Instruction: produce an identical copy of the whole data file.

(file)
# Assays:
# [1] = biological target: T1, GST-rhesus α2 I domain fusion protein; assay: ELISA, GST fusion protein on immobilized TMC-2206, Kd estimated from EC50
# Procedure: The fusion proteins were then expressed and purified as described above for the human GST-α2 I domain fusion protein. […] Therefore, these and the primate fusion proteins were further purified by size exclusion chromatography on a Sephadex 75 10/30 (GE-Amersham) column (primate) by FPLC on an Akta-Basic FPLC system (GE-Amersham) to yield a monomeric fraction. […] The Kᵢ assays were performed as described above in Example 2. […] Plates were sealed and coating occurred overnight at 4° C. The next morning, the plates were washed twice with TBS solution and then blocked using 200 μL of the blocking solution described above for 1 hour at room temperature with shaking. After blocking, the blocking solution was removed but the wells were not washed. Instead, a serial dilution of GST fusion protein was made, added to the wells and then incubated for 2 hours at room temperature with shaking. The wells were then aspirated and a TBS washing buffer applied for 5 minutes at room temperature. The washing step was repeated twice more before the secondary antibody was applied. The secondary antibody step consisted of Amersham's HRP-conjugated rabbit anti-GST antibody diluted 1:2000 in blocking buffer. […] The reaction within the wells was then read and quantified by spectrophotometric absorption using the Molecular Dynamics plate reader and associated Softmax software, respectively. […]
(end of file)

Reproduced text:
# Assays:
# [1] = biological target: T1, GST-rhesus α2 I domain fusion protein; assay: ELISA, GST fusion protein on immobilized TMC-2206, Kd estimated from EC50
# Procedure: The fusion proteins were then expressed and purified as described above for the human GST-α2 I domain fusion protein. […] Therefore, these and the primate fusion proteins were further purified by size exclusion chromatography on a Sephadex 75 10/30 (GE-Amersham) column (primate) by FPLC on an Akta-Basic FPLC system (GE-Amersham) to yield a monomeric fraction. […] The Kᵢ assays were performed as described above in Example 2. […] Plates were sealed and coating occurred overnight at 4° C. The next morning, the plates were washed twice with TBS solution and then blocked using 200 μL of the blocking solution described above for 1 hour at room temperature with shaking. After blocking, the blocking solution was removed but the wells were not washed. Instead, a serial dilution of GST fusion protein was made, added to the wells and then incubated for 2 hours at room temperature with shaking. The wells were then aspirated and a TBS washing buffer applied for 5 minutes at room temperature. The washing step was repeated twice more before the secondary antibody was applied. The secondary antibody step consisted of Amersham's HRP-conjugated rabbit anti-GST antibody diluted 1:2000 in blocking buffer. […] The reaction within the wells was then read and quantified by spectrophotometric absorption using the Molecular Dynamics plate reader and associated Softmax software, respectively. […]